The Britannia Royal Naval College
If you’ve come to Dartmouth and wondered what the imposing red-brick building overlooking the river is – then wonder no more. The Britannia Royal Naval College is the training establishment for officers of the Royal Navy, and if you’re as inquisitive as me as to know what goes on inside, you’ll be pleased to learn that there are guided tours available for the general public.
Before this building was constructed, officers were trained in a number of different locations. Traditionally, sea-based apprenticeships meant that officers were thrown straight in at the deep end as it were, but in 1733 a Royal Naval Academy was established at Portsmouth. In 1806 its name was changed to the Royal Naval College, but not everyone thought that studying in a classroom was the best way to train sailors, and in 1837 it was closed down.
It must have been recognised that academic knowledge also had a part to play in the training of officers because in 1859 it was decided to convert the ailing hospital ship HMS Britannia into one for training cadets. In 1862 she was moved from her home at Portsmouth to Portland, but a year later was transferred to calmer waters at Dartmouth.
By 1869 the former hospital ship was in intensive care herself and ended up in the breakers yard. She was replaced by HMS Prince of Wales, which changed its name to HMS Britannia, and even though HMS Hindostan had been added in 1865 to help out, overcrowding on the two hulks meant that a shore-based building was becoming a necessity, and in 1898 work started on building the Britannia Royal Naval College.
The National Trust owns several properties in South Devon and they all have something to commend them, but I think my favourite has to be Coleton Fishacre.
It’s a bit out of the way, but that’s one of the attractions of this estate that includes a magnificent garden that sweeps down to the sea and a house that evokes the bygone jazz age of the 1920s.
The man behind the creation of Coleton Fishacre was Rupert D’Oyly Carte, whose father, Richard, was the producer of Gilbert & Sullivan’s comic operas. Rupert, who incidentally was also the inspiration for P.G Wodehouse’s Rupert Psmith, inherited the family business including the Savoy Hotel and Claridge’s in London.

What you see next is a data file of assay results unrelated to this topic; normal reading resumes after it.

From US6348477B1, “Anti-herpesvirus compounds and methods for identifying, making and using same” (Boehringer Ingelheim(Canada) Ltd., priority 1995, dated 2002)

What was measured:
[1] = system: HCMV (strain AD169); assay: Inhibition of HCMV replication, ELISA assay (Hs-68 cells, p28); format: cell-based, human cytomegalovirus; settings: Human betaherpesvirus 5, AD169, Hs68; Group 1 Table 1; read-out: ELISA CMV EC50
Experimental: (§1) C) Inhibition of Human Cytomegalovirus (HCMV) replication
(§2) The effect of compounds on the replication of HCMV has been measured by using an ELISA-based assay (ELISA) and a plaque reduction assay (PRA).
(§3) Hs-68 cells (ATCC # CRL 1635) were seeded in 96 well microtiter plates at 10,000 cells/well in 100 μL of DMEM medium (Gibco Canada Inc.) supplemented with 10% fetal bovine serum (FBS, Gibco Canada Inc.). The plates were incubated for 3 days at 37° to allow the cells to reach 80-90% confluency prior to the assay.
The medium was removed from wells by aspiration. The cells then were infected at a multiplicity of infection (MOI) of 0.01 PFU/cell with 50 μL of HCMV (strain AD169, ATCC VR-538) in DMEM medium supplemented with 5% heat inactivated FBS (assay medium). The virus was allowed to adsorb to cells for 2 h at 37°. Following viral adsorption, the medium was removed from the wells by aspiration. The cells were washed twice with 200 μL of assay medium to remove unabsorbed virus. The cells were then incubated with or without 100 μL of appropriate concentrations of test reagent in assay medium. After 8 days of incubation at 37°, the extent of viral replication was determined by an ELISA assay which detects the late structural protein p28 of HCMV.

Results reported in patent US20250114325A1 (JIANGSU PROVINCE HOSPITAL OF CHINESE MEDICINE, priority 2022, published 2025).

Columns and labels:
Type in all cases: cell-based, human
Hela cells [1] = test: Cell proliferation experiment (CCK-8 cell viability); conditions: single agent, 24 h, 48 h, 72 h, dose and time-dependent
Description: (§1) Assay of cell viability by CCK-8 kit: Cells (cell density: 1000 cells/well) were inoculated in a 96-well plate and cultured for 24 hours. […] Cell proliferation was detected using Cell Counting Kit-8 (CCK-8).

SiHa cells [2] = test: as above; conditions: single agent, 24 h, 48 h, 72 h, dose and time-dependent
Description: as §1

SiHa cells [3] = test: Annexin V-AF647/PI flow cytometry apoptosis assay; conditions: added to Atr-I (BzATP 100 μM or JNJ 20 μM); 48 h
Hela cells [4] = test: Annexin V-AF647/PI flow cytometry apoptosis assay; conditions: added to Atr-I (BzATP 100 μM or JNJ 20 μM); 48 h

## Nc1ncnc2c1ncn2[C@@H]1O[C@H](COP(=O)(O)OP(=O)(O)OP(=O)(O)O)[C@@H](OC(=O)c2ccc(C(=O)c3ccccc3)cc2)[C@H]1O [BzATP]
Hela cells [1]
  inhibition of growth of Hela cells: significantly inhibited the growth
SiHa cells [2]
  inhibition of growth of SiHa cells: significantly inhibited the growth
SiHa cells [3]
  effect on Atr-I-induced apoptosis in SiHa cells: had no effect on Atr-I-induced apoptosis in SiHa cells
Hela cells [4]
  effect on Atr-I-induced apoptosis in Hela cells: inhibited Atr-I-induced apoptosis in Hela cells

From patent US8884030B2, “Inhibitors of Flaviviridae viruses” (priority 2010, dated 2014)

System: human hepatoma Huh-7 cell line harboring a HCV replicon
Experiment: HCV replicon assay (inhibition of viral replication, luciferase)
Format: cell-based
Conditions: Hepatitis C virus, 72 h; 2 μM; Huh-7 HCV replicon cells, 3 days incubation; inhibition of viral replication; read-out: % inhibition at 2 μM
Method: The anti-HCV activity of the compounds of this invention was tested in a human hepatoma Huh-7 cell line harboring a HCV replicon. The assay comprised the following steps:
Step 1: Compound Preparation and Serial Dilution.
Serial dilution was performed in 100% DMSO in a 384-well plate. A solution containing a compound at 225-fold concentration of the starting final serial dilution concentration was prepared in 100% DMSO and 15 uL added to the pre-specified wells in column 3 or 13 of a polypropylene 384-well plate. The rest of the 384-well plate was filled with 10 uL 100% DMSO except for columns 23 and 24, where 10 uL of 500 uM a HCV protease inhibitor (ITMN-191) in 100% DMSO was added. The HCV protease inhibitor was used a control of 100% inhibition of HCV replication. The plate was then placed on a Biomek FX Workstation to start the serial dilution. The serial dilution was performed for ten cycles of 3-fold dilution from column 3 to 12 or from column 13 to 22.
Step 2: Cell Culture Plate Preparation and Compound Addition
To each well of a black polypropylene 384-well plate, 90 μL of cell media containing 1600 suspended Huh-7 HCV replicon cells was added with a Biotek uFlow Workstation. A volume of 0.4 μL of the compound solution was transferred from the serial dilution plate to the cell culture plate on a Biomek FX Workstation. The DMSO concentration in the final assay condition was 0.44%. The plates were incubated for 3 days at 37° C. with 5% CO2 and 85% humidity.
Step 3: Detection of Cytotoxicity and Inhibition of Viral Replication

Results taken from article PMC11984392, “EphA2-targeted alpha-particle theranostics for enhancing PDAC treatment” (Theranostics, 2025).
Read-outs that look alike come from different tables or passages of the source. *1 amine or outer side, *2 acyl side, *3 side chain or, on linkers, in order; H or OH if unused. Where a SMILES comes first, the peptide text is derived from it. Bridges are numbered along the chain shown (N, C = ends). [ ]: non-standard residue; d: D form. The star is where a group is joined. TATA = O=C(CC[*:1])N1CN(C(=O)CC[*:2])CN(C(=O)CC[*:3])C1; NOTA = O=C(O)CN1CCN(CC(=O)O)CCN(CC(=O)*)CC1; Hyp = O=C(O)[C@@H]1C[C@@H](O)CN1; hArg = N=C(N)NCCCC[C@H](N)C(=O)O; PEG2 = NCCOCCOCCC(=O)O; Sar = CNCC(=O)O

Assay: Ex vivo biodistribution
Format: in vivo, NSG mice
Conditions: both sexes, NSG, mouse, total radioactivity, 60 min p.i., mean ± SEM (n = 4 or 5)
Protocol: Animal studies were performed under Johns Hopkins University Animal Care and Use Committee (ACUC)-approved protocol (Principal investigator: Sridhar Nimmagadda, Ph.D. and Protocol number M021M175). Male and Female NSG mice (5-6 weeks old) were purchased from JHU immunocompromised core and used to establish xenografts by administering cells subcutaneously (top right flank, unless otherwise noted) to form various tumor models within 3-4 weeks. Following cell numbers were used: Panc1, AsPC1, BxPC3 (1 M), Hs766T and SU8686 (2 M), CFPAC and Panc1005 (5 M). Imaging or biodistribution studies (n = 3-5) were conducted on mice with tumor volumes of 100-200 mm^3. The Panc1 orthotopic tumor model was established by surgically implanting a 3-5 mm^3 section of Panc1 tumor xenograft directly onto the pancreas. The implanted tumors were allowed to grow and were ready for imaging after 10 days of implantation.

It was on a sailing trip between Brixham and Dartmouth with his wife Dorothy, that he saw the potential of the valley above Pudcombe Cove for building a home on the coast. It’s not difficult to see why they chose this spot, and in 1923 he set about building Coleton Fishacre which took three years to finish.
Greenway - Home to a Famous Seafarer and an even more Famous Novelist
There are several ways to reach this delightful National Trust (NT) property on the banks of the River Dart. If you have your own transport, you can drive through the village of Galmpton (which lies between Paignton and Brixham) and down the lane to the property’s car park: Another option is to take the Greenway vintage bus which starts at Torquay, or you can take the Dartmouth Steam Railway
to Greenway Halt, but whichever way you do it, come here you must.
Of all Devon’s rivers, the Dart has to be my favourite: From source to sea, it’s the most beguiling of rivers, and for this post I’m going to describe its charms between the lowest bridging point at Totnes to the mouth of the river at Dartmouth.
At Totnes the river is still tidal, and until the area around Totnes Bridge was drained, it was wet, marshy ground; and I suppose it must have been around here where Brutus, the first king of Britain landed – that’s if you believe the story of course – but I’ll be covering more about the history of Totnes in a separate post.
Totnes Bridge was built between 1826-28 and is the latest in a long line of bridges that has spanned the river here over many centuries. Today a modern road bridge just upstream, called Brutus Bridge, has taken the brunt of the traffic, not just away from this bridge, but from the town centre as well.
Totnes - Twinned with Narnia
On the ‘Welcome to Totnes’ sign that greets people to the town somebody added ‘Twinned with Narnia’ below it. It’s been removed since by those who don’t have a sense of humour, but to me it’s a perfect description of Totnes.
The town has been described as ‘New Age’, ‘Alternative’ and even ‘eccentric’ but however you like to describe it, Totnes is different to any other town in the South Hams, or even Devon for that matter.
The alternative lifestyle that many people in and around Totnes have adopted originally stems from the Dartington Hall Estate, and in particular the ideas of Dorothy and Leonard Elmhirst who came here in 1925. Dartington is just a couple of miles outside of Totnes and I’ve given it a separate page, but for now I’ll just say that it’s somewhere that specializes in the ‘arts, social justice and sustainability’.
Paignton to Kingswear Steam Railway and the Round Robin
There are any number of things that will make a great day out in South Devon, but in my opinion, one of the best has to be the ‘Round Robin’
. It comprises different modes of transport linking Paignton, Dartmouth
, and Totnes.
The Round Robin includes a steam train from Paignton to Kingswear, a ferry across the River Dart to Dartmouth, a boat trip up the river to Totnes, and an open-top bus back to Paignton. It can be done the other way round and you can start from Paignton, Dartmouth or Totnes.
Part of the attraction is to be able to explore the towns of Dartmouth and Totnes and so you would need to factor in the tide times of the Dart if you intend to do the whole journey in one day.
For expediency, in this post, I’m just going to describe the train journey between Paignton and Kingswear.